100-aroura settlers are found in the South Fayum in villages of both the Tutun and the Gharaq basins. In the Gharaq basin earlier lakes has been partially drained, though fisherman remained a regular occupation and Rathbone's survey has turned up net-weights, catfish bones and installations. Traditional Egyptian agriculture and occupations continued - most villages had their brewers - but as the land was drained and irrigated new crops were sown - especially oil crops which grow well on the marginal land. Vines were introduced to the area, for wine was what the Greeks preferred to drink. A recently published text from Cologne records an account for an enormous quantity of locally produced wine - some 2 million 900,000 US gallons was the annual production of the nome that year; of this, 5,000 gallons were destined for the army camp at Theogonis in the south where, no doubt, demand would be strong (P.Köln V 221). In this case drinking tastes from the old world remained unchanged and the settlers of the Fayum grew the crops they knew under a new agricultural regime. Besides the vine and the olive there were other new crops. The village of Oxyrhyncha in the South Fayum, for instance, became a centre for the cultivation of garlic. Texts from the cartonnage of Tebtunis mummies specify this as the crop to be sown in a couple of land leases; specialist garlic sellers are recorded from this village. Garlic was another of the crops introduced to Egypt by the Greeks, and the area around Oxyrhyncha served to meet the Greek demand.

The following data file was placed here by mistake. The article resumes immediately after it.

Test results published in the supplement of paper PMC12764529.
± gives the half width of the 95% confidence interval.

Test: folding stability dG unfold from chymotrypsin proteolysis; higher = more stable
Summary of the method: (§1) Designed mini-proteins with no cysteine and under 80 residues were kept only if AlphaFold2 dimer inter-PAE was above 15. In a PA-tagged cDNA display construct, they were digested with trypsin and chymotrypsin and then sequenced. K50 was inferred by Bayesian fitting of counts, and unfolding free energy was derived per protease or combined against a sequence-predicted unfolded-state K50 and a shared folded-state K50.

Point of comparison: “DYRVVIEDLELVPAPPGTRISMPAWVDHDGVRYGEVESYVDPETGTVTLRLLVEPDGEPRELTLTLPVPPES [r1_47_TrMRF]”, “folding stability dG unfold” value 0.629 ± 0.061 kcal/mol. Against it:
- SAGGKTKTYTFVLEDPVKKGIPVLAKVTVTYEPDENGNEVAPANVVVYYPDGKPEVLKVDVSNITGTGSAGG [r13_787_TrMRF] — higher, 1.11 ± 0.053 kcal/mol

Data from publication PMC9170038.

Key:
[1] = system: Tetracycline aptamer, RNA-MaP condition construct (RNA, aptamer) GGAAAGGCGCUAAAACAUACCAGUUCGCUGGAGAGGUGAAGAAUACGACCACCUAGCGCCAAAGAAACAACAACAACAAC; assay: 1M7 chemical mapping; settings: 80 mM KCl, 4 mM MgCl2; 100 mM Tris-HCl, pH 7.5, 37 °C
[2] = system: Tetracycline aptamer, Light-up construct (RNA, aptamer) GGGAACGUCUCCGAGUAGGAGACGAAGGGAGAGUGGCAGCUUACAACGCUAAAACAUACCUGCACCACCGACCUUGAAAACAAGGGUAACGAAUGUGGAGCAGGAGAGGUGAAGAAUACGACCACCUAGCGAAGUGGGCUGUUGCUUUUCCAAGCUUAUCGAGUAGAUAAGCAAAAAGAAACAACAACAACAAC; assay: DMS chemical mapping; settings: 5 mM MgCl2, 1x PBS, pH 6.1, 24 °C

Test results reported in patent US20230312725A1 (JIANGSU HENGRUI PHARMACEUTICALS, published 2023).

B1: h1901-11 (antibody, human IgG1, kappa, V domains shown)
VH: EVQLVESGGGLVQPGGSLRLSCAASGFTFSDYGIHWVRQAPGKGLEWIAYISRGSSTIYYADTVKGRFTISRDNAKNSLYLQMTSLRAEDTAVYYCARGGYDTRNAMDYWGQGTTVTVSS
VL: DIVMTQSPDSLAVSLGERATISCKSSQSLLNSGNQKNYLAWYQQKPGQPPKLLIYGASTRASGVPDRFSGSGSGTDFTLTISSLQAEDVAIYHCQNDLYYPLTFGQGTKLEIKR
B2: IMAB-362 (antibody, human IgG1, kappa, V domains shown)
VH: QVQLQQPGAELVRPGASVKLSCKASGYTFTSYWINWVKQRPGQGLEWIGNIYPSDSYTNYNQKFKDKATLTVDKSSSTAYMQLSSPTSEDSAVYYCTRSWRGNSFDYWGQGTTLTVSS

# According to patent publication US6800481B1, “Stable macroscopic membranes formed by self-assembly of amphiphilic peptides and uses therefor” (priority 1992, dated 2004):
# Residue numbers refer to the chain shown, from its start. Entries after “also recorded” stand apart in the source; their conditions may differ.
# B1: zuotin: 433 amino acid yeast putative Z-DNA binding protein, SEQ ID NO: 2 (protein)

So much for the land. What of the people? In this section of my paper I am drawing on a group of unpublished papyri written in Greek and demotic, in the main from the Fayum - some specifically from the south Fayum - and all from the reigns of Ptolemies II and III. This is a group of tax registers that I've recently been working on with my colleague Willy Clarysse in Leuven which record adult taxpayers grouped by both household and occupational category. From these it is possible to calculate the size of various groups of the population, so for the Arsinoite nome we now have a much clearer picture of the units in which people lived and worked. We are able now to gain a clearer picture of early Hellenistic Egypt which may be compared with what comes later; we are at the start of the changes that took place over the three hundred years before the Romans came and conquered.